Both sides agreed that my goal was to “discredit” the Bible, to “make the Bible look stupid, irrelevant, and full of holes” and “a load of bullshit.” The only difference between them was whether they supported or condemned me for doing so. Neither side was remotely interested in engaging with the logic of my argument, let alone the biblical texts I used to support it. As one exclaimed, “the OP [“original poster,” me] needs to actually check his facts. You would think one might actually read the books objectively before commenting on them. Seriously??? Differences in Gen 1&2??? Are you nuts!!!” Another wrote, “There is only one creation account found in the bible, which anybody with any intellectual honesty can see. There are no contradictions; You’re just not reading it carefully. Probably on purpose. All I’m seeing is cheap shots being taken at the bible, all of which are based on opinion and not fact.” Several made clear, moreover, that my “attack” on the Bible was also an attack on its presumed author, God, and therefore on faith in general. As one commenter put it, “i don’t buy any of this futile facts … i stand by one fact, the Bible is a true and unchanging word of God, we shouldn’t take God to court.”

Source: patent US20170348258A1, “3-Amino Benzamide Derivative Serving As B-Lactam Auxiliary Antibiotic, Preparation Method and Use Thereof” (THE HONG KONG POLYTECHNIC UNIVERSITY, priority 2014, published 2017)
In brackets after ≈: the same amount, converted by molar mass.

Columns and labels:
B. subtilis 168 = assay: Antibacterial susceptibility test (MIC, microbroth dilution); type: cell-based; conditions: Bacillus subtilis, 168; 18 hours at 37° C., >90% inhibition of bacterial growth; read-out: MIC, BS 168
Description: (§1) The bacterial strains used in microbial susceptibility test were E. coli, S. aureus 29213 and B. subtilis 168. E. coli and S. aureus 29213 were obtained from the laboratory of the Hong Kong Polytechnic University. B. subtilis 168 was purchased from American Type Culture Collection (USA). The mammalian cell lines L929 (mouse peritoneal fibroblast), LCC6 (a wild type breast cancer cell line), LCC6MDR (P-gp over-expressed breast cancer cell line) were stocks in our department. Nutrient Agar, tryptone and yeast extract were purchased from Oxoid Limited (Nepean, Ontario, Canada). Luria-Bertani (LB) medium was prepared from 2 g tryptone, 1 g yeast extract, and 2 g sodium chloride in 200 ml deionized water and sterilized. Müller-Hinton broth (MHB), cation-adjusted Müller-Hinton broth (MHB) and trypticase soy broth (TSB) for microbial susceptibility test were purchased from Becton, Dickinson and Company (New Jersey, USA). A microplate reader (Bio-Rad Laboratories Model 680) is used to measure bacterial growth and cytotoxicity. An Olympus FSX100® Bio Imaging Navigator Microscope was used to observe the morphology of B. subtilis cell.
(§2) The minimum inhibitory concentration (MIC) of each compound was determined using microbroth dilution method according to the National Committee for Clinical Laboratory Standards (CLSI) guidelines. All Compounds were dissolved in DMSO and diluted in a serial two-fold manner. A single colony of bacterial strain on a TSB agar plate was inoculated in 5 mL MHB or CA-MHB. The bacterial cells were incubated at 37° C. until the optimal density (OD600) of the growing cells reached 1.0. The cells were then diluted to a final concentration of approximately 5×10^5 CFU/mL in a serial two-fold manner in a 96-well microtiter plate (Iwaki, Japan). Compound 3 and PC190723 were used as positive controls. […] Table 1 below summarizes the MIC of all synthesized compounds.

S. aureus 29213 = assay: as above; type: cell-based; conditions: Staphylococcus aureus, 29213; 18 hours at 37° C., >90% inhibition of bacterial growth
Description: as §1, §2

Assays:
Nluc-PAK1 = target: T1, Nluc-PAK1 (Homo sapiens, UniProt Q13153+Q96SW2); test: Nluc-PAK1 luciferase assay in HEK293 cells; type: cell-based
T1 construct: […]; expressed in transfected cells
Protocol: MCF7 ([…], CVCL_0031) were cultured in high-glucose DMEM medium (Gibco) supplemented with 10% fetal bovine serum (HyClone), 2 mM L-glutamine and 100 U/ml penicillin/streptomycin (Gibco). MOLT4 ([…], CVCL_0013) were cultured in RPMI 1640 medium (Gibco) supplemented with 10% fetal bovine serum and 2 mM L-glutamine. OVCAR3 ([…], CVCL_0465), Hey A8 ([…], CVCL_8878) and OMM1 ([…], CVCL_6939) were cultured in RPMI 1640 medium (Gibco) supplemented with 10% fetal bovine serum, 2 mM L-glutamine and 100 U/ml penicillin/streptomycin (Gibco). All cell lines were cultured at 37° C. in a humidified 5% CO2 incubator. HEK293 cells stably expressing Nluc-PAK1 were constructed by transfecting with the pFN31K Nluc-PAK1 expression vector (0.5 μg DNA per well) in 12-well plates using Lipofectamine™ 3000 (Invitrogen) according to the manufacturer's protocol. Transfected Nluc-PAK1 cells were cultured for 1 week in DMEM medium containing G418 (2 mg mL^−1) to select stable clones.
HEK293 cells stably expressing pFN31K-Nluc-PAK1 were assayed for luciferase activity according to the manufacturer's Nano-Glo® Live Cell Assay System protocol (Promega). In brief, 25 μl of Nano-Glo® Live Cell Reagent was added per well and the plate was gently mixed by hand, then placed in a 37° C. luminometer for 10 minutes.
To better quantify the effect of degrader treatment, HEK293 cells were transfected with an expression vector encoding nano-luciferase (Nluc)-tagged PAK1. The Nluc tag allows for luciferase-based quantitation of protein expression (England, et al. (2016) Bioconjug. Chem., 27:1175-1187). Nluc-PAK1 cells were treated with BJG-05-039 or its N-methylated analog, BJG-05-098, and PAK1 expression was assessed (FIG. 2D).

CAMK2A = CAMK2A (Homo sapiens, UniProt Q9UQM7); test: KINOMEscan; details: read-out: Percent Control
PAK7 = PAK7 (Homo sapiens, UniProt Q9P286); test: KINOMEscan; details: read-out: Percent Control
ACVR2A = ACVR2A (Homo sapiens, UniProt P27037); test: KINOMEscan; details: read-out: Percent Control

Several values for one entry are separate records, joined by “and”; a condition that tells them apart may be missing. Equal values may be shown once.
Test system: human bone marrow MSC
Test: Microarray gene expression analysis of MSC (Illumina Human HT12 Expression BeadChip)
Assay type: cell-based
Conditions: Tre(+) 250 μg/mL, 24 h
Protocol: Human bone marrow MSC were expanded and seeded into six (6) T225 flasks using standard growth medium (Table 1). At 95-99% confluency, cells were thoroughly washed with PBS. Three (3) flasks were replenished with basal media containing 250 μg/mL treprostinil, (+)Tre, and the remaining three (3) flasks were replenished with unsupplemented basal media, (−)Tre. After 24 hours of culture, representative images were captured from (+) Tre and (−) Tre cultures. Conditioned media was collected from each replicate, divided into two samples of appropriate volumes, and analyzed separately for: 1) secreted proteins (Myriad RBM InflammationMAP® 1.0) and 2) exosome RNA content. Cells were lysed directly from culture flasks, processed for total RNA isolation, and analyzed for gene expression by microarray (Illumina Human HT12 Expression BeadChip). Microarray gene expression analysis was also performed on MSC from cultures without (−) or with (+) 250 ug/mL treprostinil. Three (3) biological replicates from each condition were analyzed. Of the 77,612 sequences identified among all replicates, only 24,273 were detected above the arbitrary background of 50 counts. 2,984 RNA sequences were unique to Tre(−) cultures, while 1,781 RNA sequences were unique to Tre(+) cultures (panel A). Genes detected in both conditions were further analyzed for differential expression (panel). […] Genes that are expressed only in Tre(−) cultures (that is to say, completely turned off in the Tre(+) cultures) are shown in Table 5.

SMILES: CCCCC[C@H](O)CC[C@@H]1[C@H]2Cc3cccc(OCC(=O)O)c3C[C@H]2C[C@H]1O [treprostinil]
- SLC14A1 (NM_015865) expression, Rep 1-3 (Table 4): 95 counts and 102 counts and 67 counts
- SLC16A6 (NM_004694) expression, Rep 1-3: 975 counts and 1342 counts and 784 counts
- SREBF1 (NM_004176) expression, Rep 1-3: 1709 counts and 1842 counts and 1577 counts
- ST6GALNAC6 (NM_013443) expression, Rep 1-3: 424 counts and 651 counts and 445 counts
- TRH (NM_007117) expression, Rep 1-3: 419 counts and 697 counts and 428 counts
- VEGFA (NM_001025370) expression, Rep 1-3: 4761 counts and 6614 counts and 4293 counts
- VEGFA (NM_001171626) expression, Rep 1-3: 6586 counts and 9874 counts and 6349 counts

Never mind that I’m a Christian, that I regularly teach about the Bible in confirmation classes and in Sunday school, and that I’ve dedicated more than two decades to studying and teaching biblical literature as a college professor. I think I have my facts right, and the biblical references were right there. It would’ve been easy to go and read them before responding. But no one on either side of the argument did.